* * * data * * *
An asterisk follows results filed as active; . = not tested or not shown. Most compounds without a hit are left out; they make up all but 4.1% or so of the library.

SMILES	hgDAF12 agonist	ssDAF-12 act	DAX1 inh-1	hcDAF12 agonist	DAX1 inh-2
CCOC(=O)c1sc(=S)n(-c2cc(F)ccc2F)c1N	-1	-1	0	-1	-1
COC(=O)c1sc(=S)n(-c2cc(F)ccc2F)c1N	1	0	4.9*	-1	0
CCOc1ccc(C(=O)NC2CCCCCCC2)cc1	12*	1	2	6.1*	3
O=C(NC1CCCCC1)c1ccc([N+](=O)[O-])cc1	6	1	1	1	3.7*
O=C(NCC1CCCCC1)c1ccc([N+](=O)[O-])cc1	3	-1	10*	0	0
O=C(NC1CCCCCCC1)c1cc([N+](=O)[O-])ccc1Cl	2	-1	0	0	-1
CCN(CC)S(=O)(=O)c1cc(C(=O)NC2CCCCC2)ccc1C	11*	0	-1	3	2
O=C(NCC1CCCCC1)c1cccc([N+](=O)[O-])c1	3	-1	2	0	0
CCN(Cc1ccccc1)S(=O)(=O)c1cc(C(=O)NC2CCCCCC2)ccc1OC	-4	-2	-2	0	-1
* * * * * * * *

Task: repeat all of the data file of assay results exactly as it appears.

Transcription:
An asterisk follows results filed as active; . = not tested or not shown. Most compounds without a hit are left out; they make up all but 4.1% or so of the library.

SMILES	hgDAF12 agonist	ssDAF-12 act	DAX1 inh-1	hcDAF12 agonist	DAX1 inh-2
CCOC(=O)c1sc(=S)n(-c2cc(F)ccc2F)c1N	-1	-1	0	-1	-1
COC(=O)c1sc(=S)n(-c2cc(F)ccc2F)c1N	1	0	4.9*	-1	0
CCOc1ccc(C(=O)NC2CCCCCCC2)cc1	12*	1	2	6.1*	3
O=C(NC1CCCCC1)c1ccc([N+](=O)[O-])cc1	6	1	1	1	3.7*
O=C(NCC1CCCCC1)c1ccc([N+](=O)[O-])cc1	3	-1	10*	0	0
O=C(NC1CCCCCCC1)c1cc([N+](=O)[O-])ccc1Cl	2	-1	0	0	-1
CCN(CC)S(=O)(=O)c1cc(C(=O)NC2CCCCC2)ccc1C	11*	0	-1	3	2
O=C(NCC1CCCCC1)c1cccc([N+](=O)[O-])c1	3	-1	2	0	0
CCN(Cc1ccccc1)S(=O)(=O)c1cc(C(=O)NC2CCCCCC2)ccc1OC	-4	-2	-2	0	-1